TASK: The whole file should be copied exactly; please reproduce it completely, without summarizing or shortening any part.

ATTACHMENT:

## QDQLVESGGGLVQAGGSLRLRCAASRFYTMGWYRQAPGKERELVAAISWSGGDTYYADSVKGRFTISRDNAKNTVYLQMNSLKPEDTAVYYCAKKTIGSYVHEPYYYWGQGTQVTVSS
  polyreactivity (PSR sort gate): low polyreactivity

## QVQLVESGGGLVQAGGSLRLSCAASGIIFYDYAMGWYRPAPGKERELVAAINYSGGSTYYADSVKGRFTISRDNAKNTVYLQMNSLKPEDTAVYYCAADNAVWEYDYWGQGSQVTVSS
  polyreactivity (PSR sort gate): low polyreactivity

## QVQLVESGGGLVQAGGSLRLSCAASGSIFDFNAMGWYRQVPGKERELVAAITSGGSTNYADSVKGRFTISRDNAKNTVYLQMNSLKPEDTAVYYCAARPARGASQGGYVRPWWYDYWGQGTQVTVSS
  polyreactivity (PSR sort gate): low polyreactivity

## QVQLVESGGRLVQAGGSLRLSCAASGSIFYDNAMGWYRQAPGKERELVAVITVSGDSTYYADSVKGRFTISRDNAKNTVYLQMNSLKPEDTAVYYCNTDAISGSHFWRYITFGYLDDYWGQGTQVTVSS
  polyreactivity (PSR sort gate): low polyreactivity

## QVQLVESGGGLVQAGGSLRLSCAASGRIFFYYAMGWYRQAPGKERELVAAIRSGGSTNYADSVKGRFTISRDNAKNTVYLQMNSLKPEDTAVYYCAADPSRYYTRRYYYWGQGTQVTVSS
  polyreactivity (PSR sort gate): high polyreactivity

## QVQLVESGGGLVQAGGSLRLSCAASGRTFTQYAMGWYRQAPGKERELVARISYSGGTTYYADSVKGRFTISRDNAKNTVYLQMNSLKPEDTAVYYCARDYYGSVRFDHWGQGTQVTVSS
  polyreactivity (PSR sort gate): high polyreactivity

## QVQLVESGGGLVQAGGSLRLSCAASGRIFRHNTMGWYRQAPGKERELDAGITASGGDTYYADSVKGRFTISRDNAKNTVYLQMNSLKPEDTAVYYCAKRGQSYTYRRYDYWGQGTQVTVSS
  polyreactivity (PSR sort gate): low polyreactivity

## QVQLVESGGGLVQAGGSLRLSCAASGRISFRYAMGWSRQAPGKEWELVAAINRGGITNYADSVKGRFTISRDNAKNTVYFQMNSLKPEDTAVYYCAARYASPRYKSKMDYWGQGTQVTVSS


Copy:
## QDQLVESGGGLVQAGGSLRLRCAASRFYTMGWYRQAPGKERELVAAISWSGGDTYYADSVKGRFTISRDNAKNTVYLQMNSLKPEDTAVYYCAKKTIGSYVHEPYYYWGQGTQVTVSS
  polyreactivity (PSR sort gate): low polyreactivity

## QVQLVESGGGLVQAGGSLRLSCAASGIIFYDYAMGWYRPAPGKERELVAAINYSGGSTYYADSVKGRFTISRDNAKNTVYLQMNSLKPEDTAVYYCAADNAVWEYDYWGQGSQVTVSS
  polyreactivity (PSR sort gate): low polyreactivity

## QVQLVESGGGLVQAGGSLRLSCAASGSIFDFNAMGWYRQVPGKERELVAAITSGGSTNYADSVKGRFTISRDNAKNTVYLQMNSLKPEDTAVYYCAARPARGASQGGYVRPWWYDYWGQGTQVTVSS
  polyreactivity (PSR sort gate): low polyreactivity

## QVQLVESGGRLVQAGGSLRLSCAASGSIFYDNAMGWYRQAPGKERELVAVITVSGDSTYYADSVKGRFTISRDNAKNTVYLQMNSLKPEDTAVYYCNTDAISGSHFWRYITFGYLDDYWGQGTQVTVSS
  polyreactivity (PSR sort gate): low polyreactivity

## QVQLVESGGGLVQAGGSLRLSCAASGRIFFYYAMGWYRQAPGKERELVAAIRSGGSTNYADSVKGRFTISRDNAKNTVYLQMNSLKPEDTAVYYCAADPSRYYTRRYYYWGQGTQVTVSS
  polyreactivity (PSR sort gate): high polyreactivity

## QVQLVESGGGLVQAGGSLRLSCAASGRTFTQYAMGWYRQAPGKERELVARISYSGGTTYYADSVKGRFTISRDNAKNTVYLQMNSLKPEDTAVYYCARDYYGSVRFDHWGQGTQVTVSS
  polyreactivity (PSR sort gate): high polyreactivity

## QVQLVESGGGLVQAGGSLRLSCAASGRIFRHNTMGWYRQAPGKERELDAGITASGGDTYYADSVKGRFTISRDNAKNTVYLQMNSLKPEDTAVYYCAKRGQSYTYRRYDYWGQGTQVTVSS
  polyreactivity (PSR sort gate): low polyreactivity

## QVQLVESGGGLVQAGGSLRLSCAASGRISFRYAMGWSRQAPGKEWELVAAINRGGITNYADSVKGRFTISRDNAKNTVYFQMNSLKPEDTAVYYCAARYASPRYKSKMDYWGQGTQVTVSS